Albania’s opposition parties hold their latest anti-government protest Saturday with a strong likelihood that it will turn violent, dealing another blow to the country’s shrinking hopes that the European Union will agree to launch full membership negotiations with the ex-communist nation.
Some 10,000 people are expected at the protest in Tirana that will demand the appointment of a transitional Cabinet, followed by an early election.
The center-right opposition led by Lulzim Basha has been holding protests since mid-February, accusing the leftist government of links to organized crime and vote rigging.
The government denies all the claims. Socialist Prime Minister Edi Rama has repeatedly called for an unconditional dialogue, saying protests have hurt the country’s image.
Protests in the past have turned hostile, with opposition supporters showering police officers with firebombs while police responded with tear gas. Injuries have been reported on both sides and scores of protesters have been arrested or charged with violent attacks.
Basha has vowed to continue, however, saying the protests do not “differ from those in France, Italy or other Western countries.”
Opposition lawmakers have also relinquished their seats in Parliament — where the government holds a comfortable majority — and the opposition is boycotting the June 30 municipal elections and is threatening to prevent them taking place.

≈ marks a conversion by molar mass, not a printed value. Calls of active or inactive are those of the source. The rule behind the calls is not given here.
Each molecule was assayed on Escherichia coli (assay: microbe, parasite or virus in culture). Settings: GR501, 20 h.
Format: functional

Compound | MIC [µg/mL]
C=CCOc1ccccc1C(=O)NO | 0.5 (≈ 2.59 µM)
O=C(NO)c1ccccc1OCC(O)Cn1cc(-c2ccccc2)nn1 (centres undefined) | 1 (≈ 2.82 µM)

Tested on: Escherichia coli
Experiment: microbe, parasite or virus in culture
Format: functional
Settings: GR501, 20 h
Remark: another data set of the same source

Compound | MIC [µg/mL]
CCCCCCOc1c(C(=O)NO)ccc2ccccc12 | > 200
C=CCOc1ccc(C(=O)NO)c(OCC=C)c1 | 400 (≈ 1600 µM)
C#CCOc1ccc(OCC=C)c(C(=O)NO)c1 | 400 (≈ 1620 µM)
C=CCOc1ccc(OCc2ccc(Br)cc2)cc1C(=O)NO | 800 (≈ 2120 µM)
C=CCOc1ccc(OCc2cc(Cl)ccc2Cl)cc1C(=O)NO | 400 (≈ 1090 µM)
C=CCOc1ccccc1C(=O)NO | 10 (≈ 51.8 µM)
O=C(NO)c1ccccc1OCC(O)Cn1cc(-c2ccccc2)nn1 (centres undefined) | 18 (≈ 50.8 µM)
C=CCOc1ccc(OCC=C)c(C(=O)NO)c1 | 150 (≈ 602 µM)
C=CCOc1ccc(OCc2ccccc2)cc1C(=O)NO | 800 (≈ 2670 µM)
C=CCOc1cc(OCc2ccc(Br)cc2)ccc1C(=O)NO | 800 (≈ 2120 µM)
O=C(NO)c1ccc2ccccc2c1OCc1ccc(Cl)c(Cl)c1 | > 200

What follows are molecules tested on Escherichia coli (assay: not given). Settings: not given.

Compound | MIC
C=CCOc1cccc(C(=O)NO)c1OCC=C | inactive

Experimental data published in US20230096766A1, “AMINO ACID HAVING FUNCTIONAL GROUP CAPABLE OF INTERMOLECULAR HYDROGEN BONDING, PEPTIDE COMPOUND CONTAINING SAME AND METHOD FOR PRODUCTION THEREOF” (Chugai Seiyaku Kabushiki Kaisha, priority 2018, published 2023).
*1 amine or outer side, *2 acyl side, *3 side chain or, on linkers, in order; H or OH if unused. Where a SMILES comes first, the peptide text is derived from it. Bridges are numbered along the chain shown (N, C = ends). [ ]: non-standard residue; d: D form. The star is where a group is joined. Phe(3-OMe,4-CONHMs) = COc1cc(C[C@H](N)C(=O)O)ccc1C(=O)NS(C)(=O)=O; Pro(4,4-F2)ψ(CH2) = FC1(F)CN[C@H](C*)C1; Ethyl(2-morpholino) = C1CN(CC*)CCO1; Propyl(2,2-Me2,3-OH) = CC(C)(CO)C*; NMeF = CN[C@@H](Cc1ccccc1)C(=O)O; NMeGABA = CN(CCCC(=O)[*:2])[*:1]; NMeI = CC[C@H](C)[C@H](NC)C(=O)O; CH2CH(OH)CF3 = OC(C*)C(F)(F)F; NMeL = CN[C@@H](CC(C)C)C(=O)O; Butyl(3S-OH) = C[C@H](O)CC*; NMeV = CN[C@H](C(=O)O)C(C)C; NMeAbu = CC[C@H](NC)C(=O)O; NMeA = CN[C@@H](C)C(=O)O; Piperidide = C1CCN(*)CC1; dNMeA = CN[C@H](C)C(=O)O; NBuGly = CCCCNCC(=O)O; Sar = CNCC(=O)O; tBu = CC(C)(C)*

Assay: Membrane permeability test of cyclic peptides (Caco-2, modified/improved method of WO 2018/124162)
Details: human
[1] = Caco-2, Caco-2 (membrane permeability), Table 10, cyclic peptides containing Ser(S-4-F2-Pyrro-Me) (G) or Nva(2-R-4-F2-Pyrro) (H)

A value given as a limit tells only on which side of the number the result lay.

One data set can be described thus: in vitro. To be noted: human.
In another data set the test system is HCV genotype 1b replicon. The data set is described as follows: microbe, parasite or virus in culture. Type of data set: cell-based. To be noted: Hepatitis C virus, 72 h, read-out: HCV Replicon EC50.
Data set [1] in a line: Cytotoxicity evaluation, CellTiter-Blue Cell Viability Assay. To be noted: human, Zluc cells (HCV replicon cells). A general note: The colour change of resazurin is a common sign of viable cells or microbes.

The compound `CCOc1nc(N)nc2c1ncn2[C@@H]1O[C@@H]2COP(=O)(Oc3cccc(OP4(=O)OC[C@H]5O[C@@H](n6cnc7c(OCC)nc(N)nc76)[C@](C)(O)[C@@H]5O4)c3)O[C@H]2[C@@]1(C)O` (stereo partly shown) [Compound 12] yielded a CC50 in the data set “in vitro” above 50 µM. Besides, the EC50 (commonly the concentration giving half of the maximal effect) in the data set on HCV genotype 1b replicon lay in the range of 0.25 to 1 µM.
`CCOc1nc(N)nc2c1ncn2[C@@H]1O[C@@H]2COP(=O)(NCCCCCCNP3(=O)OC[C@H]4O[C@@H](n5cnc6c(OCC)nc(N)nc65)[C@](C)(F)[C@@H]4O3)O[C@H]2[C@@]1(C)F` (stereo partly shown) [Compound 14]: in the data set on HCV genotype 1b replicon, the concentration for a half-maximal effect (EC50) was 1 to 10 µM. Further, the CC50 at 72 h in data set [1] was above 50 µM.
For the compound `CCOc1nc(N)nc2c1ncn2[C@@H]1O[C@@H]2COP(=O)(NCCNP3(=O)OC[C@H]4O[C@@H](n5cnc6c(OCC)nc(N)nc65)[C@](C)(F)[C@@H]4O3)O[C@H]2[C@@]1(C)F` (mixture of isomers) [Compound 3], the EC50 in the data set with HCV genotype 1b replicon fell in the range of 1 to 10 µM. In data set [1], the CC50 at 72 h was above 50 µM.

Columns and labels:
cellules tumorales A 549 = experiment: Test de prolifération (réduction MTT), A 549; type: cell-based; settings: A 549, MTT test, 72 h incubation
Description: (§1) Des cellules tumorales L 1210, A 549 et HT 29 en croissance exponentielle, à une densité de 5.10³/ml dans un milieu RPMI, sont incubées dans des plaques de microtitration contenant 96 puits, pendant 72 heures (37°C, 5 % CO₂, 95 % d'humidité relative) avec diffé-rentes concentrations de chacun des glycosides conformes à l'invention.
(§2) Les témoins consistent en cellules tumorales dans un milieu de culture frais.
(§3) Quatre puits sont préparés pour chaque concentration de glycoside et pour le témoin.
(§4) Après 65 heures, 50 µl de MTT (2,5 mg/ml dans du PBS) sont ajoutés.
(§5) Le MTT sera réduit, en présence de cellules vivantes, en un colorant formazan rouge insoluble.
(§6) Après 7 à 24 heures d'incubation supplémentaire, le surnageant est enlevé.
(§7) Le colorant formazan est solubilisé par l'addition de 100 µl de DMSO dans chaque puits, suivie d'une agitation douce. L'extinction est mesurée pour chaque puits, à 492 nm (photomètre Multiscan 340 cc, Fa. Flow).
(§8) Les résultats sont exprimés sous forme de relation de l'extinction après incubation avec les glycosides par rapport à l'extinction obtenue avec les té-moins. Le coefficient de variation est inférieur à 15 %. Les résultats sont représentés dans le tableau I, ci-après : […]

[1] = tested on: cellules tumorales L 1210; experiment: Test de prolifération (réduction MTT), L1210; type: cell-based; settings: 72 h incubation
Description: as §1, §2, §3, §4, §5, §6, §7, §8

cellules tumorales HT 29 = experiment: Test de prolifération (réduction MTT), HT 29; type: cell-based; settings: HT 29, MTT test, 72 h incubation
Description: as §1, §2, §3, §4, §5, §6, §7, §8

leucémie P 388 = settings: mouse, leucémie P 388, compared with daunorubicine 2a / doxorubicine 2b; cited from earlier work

“In democracy there are no elections without the opposition. There is no democracy without pluralism,” Basha said in an emailed interview with The Associated Press.
“Prime Minister Rama has under his control all powers: executive, legislative and justice. He has the big media and the business under his control,” Basha added.
Aleksander Cipa, an independent analyst, says the opposition’s main goal is “existential.”
“Investing in an aggressive protest and the corrosive acts against the prime minister is the only possibility for the opposition’s further existence,” he said.
The United States, the European Union and international organizations have denounced the opposition for relinquishing its parliamentary seats, repeatedly calling on them to sit down for talks and to avoid violence in protests. The opposition has hardly heeded the call.
In late June Brussels decides whether to launch full membership negotiations with Albania. More violence would be “a retrograde act threatening the country’s expected positive answer from the EU,” Cipa said.
In the end, irregular municipal elections or violence would be another tool in the hands of hard-liners in the EU member countries trying to prevent the launch of membership negotiations with Albania.
Albania would miss another train toward Europe, not for the first time since the end of Communism.